PT100 + MAX31865 + SKR 1.4 Turbo + Marlin, revisited

In PT100 + MAX31865 + SKR 1.4 Turbo + Marlin: how to get it all working, I got an RTD sensor working on my printer by sharing its SPI bus connection with the Trinamic motor drivers I’m using. What if you’re using “dumb” drivers like the DRV8825 or A4988, or you’re using some of Trinamic’s other drivers (like the TMC2209) that are configured over a UART connection? This post describes how to use the MicroSD-card SPI connection instead.

One disadvantage is that you can’t use a display that runs on the EXP1/EXP2 headers (such as the ReprapDiscount full-graphic display). (You could, but then you’d need to tap into the SPI bus going to the display’s SD-card slot, which is beyond the scope of this post.) I have one of Bigtreetech’s full-color touchscreens on the way; those plug into a designated connector that uses a UART connection. Until then (and probably after), I have an ESP-01S (running ESP3D) plugged into the 8-pin “WiFi” connector and can control the printer through that. The TFT35 went tango-uniform this past weekend. I pressed the ReprapDiscount display back into service, and it works just fine. I’m still using the MicroSD slot on the SKR instead of the display’s SD slot…not much of a difference.

Hardware Configuration

This is largely similar to my previous post, except that you’ll want to make up your cable with female connectors all around. Connections between the MAX31865 board and the SKR Pro 1.4 Turbo are as follows. The SPI connector is near the MicroSD slot; E1-CLS is the closed-loop motor connector for E1 from which we’re drawing 3.3V. The colored boxes overlaid on the board diagram show visually where everything plugs in.

MAX31865 pincolorsignalSKR connection typeSKR connection pin
2whiteGNDfemaleSPI, pin 6
3blackVDDfemaleE1-CLS, pin 2
4brownSCKfemaleSPI, pin 3
5redSDOfemaleSPI, pin 1
6orangeSDIfemaleSPI, pin 4
7yellowCSfemaleSPI, pin 5

Software Configuration

This varies a bit from the software-SPI config. First, the changes to Configuration.h in the thermal-settings section:

#define TEMP_SENSOR_0 -5
#define MAX6675_SS_PIN P0_26
#define MAX31865_SENSOR_OHMS_0 100
#define MAX31865_CALIBRATION_OHMS_0 430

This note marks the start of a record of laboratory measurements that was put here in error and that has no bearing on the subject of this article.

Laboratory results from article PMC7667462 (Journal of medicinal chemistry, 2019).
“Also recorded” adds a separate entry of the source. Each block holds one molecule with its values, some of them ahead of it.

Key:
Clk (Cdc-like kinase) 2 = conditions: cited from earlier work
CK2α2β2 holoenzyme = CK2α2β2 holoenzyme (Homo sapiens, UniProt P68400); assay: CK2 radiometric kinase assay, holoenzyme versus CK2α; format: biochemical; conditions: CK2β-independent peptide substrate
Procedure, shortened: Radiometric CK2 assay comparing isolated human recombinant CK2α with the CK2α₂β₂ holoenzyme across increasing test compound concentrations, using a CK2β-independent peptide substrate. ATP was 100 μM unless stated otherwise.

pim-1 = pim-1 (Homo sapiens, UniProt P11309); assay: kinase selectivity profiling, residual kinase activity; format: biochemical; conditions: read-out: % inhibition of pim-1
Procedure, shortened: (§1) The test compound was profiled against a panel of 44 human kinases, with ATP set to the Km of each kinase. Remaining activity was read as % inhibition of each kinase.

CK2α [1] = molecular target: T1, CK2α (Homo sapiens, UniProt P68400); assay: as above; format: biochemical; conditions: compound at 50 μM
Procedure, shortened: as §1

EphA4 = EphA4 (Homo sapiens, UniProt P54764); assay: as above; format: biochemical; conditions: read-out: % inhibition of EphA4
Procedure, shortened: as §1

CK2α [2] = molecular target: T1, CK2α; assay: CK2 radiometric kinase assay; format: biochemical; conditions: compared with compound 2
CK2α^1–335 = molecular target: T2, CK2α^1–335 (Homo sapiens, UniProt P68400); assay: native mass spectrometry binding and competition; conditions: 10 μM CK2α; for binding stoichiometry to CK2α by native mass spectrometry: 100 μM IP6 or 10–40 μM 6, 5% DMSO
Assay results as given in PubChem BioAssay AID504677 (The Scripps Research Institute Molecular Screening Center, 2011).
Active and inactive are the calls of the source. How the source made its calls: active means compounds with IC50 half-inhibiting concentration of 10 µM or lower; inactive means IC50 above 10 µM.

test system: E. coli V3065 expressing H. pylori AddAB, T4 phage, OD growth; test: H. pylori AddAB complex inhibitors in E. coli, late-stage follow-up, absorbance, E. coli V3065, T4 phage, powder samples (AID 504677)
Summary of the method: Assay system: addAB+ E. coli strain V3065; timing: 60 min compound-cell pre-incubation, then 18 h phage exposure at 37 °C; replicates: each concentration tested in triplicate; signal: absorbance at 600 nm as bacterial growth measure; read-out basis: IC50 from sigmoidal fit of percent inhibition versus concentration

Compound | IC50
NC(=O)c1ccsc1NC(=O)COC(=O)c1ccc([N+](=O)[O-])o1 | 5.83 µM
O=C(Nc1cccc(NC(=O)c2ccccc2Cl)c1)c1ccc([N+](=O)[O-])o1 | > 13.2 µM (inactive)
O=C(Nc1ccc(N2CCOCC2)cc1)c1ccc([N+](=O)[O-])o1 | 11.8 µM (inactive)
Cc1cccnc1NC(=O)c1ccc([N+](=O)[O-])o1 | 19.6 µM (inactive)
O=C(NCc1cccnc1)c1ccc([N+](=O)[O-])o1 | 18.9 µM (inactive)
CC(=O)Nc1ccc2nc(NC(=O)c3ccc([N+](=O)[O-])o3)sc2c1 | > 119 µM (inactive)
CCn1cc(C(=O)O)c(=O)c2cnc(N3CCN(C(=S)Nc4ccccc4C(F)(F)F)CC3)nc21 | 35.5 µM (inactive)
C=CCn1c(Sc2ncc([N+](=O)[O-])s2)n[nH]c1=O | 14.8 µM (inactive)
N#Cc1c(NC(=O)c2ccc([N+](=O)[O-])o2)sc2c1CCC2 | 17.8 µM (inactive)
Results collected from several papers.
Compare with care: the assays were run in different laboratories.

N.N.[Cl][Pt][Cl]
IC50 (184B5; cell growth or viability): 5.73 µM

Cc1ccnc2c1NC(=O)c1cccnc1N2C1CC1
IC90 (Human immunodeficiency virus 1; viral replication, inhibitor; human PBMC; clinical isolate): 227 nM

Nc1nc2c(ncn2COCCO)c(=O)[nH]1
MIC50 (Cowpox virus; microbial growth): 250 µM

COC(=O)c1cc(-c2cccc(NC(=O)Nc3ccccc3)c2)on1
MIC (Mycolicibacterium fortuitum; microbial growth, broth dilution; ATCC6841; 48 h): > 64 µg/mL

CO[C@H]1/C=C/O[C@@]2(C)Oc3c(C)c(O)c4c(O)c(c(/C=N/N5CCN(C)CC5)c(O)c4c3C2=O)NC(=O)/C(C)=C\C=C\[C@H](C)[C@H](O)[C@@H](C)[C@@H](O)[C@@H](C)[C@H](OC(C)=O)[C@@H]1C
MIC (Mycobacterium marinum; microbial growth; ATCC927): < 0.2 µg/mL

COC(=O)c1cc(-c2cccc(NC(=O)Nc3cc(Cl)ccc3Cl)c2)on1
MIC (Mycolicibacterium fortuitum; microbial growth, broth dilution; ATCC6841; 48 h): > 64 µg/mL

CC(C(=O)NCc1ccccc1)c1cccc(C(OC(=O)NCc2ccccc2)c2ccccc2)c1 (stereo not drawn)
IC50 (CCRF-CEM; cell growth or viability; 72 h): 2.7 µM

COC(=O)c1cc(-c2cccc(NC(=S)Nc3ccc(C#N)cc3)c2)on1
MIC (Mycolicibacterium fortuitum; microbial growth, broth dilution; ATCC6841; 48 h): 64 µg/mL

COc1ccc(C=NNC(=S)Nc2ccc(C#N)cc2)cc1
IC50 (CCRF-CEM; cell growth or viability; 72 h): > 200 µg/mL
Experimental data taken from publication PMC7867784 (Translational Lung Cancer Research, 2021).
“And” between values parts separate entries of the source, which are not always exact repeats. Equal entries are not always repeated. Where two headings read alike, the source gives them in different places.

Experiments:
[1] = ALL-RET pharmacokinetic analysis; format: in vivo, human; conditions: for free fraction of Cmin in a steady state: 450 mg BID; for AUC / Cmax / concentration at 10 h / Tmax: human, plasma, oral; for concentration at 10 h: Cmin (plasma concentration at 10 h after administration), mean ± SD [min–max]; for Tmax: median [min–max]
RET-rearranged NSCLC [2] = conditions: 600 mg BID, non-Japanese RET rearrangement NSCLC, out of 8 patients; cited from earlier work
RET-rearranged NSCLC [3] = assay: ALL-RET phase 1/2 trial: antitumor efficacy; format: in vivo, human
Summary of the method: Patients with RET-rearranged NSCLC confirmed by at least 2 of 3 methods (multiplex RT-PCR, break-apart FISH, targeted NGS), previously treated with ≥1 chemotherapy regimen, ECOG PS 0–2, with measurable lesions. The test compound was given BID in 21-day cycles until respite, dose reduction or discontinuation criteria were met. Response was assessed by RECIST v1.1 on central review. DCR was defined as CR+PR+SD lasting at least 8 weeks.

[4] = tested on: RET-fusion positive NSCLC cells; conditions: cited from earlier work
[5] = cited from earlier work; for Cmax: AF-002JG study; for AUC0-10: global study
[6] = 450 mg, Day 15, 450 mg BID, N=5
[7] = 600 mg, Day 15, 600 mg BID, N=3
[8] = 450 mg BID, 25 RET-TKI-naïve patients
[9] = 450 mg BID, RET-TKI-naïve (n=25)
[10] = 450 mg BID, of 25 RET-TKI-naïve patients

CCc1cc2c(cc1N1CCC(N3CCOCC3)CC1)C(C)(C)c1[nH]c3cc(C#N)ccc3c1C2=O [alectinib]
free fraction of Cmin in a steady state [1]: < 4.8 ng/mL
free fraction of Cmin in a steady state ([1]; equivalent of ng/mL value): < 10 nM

#define MAX31865_USE_60HZ // omit if you're in a 50-Hz part of the world
#define MAX31865_USE_AUTO_MODE

Make sure SDSUPPORT is enabled:


Make sure you’re using the zeleps port of the Adafruit driver, and not the original…the original has lengthy delay loops that will slow your printer considerably. Go into ini/features.ini and look for this line:

TEMP_.+_IS_MAX31865 = Adafruit MAX31865 library@~1.1.0

Change it to this (all on one line):

TEMP_.+_IS_MAX31865 = AdafruitMAX31865Library=

Next, if you’re using a display plugged into EXP1 and EXP2, you’ll need to disable it. Other features you may have enabled that depend on having a working display may need to be disabled as well. A UART-connected display can be left enabled.

#define REPRAP_DISCOUNT_FULL_GRAPHIC_SMART_CONTROLLER // if it's what you're using

In Configuration_adv.h, make sure the onboard MicroSD slot is selected instead of a display-connected SD slot:


Due to a pullup on the SCK line, we need to use SPI mode 3 instead of mode 0. AFAIK, this doesn’t affect performance; it just changes signaling a little bit. Three changes need to be made to Marlin/src/HAL/LPC1768/HAL_SPI.cpp, which will be presented below as a patch…basically, there are three occurrences of SPI_MODE0 that need to be changed to SPI_MODE3:

diff --git a/Marlin/src/HAL/LPC1768/HAL_SPI.cpp b/Marlin/src/HAL/LPC1768/HAL_SPI.cpp
index 99db15f6e9..ee2bc1fa3d 100644
--- a/Marlin/src/HAL/LPC1768/HAL_SPI.cpp
+++ b/Marlin/src/HAL/LPC1768/HAL_SPI.cpp
@@ -123,7 +123,7 @@
-    SPI.setDataMode(SPI_MODE0);
+    SPI.setDataMode(SPI_MODE3);
@@ -187,7 +187,7 @@ SPIClass::SPIClass(uint8_t device) {
   #if BOARD_NR_SPI >= 1
     _settings[0].spi_d = LPC_SSP0;
-    _settings[0].dataMode = SPI_MODE0;
+    _settings[0].dataMode = SPI_MODE3;
     _settings[0].dataSize = DATA_SIZE_8BIT;
     _settings[0].clock = SPI_CLOCK_MAX;
     //_settings[0].clockDivider = determine_baud_rate(_settings[0].spi_d, _settings[0].clock);
@@ -195,7 +195,7 @@ SPIClass::SPIClass(uint8_t device) {
   #if BOARD_NR_SPI >= 2
     _settings[1].spi_d = LPC_SSP1;
-    _settings[1].dataMode = SPI_MODE0;
+    _settings[1].dataMode = SPI_MODE3;
     _settings[1].dataSize = DATA_SIZE_8BIT;
     _settings[1].clock = SPI_CLOCK_MAX;
     //_settings[1].clockDivider = determine_baud_rate(_settings[1].spi_d, _settings[1].clock);

If you haven’t previously fixed Adafruit_MAX31865.h (look for it under .pio/libdeps/LPC1769/), find this line near the top: Skip this step, as the zeleps driver includes this fix already:

#if (ARDUINO >= 100)


#if (ARDUINOLPC >= 100)


At first, I had noticed a bit of lag in the printer with the temperature sensor using a soft-SPI connection and thought I’d try switching to a hardware SPI port to see if it’ll lighten the load a bit. It didn’t. It was mainly noticeable in the display and when homing the printer. It didn’t seem to affect print speed or quality when printing from local storage, but streaming a print from something like OctoPrint or Pronterface stumbled pretty badly. What finally fixed this issue was the updated MAX31865 driver.

If you want to use the SD-card slot on the ReprapDiscount display, you might try using the SPI bus on the EXP2 connector instead. This might require driving the MAX31865 board with 5V instead of 3.3V to match the display’s 5V interface. The easiest way to tap into the signals would likely be a 2×5 female insulation-displacement connector on the EXP2 ribbon cable, into which pins can be stuck in the appropriate places. Set SDCARD_CONNECTION to LCD instead of ONBOARD if you go this route.